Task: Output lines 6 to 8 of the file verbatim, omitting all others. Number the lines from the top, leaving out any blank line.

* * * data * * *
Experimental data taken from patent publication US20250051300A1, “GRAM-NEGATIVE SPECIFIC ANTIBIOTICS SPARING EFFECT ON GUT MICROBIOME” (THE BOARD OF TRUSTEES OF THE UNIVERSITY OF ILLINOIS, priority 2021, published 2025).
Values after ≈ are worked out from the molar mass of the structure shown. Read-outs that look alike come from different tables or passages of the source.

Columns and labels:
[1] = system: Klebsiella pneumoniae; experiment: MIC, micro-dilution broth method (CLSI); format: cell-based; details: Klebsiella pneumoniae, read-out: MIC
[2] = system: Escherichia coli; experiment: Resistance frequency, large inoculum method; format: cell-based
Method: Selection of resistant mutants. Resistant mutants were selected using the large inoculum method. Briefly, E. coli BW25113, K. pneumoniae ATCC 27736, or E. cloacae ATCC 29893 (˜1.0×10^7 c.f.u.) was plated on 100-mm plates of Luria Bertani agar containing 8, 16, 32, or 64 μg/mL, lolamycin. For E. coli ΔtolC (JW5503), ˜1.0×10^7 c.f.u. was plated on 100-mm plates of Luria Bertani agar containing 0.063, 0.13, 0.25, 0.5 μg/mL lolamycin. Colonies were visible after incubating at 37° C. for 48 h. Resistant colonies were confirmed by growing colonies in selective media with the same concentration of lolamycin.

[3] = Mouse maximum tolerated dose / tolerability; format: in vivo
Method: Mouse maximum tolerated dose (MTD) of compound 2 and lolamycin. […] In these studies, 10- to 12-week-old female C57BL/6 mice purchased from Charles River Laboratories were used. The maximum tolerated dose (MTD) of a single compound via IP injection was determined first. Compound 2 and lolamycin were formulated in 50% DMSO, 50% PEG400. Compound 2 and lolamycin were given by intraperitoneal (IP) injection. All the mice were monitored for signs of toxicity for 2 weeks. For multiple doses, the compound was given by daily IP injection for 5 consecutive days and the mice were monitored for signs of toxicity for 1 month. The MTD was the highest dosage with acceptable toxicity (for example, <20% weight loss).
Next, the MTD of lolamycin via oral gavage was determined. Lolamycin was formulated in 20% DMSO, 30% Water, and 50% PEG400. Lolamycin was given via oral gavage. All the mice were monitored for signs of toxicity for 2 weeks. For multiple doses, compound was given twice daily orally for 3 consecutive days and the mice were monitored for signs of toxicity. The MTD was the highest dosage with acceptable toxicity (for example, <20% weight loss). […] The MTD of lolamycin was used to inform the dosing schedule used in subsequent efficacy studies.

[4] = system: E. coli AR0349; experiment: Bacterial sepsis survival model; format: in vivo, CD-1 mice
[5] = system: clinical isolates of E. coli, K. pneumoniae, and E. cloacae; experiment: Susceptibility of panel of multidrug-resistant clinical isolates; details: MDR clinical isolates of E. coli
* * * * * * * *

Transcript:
Method: Selection of resistant mutants. Resistant mutants were selected using the large inoculum method. Briefly, E. coli BW25113, K. pneumoniae ATCC 27736, or E. cloacae ATCC 29893 (˜1.0×10^7 c.f.u.) was plated on 100-mm plates of Luria Bertani agar containing 8, 16, 32, or 64 μg/mL, lolamycin. For E. coli ΔtolC (JW5503), ˜1.0×10^7 c.f.u. was plated on 100-mm plates of Luria Bertani agar containing 0.063, 0.13, 0.25, 0.5 μg/mL lolamycin. Colonies were visible after incubating at 37° C. for 48 h. Resistant colonies were confirmed by growing colonies in selective media with the same concentration of lolamycin.

[3] = Mouse maximum tolerated dose / tolerability; format: in vivo
Method: Mouse maximum tolerated dose (MTD) of compound 2 and lolamycin. […] In these studies, 10- to 12-week-old female C57BL/6 mice purchased from Charles River Laboratories were used. The maximum tolerated dose (MTD) of a single compound via IP injection was determined first. Compound 2 and lolamycin were formulated in 50% DMSO, 50% PEG400. Compound 2 and lolamycin were given by intraperitoneal (IP) injection. All the mice were monitored for signs of toxicity for 2 weeks. For multiple doses, the compound was given by daily IP injection for 5 consecutive days and the mice were monitored for signs of toxicity for 1 month. The MTD was the highest dosage with acceptable toxicity (for example, <20% weight loss).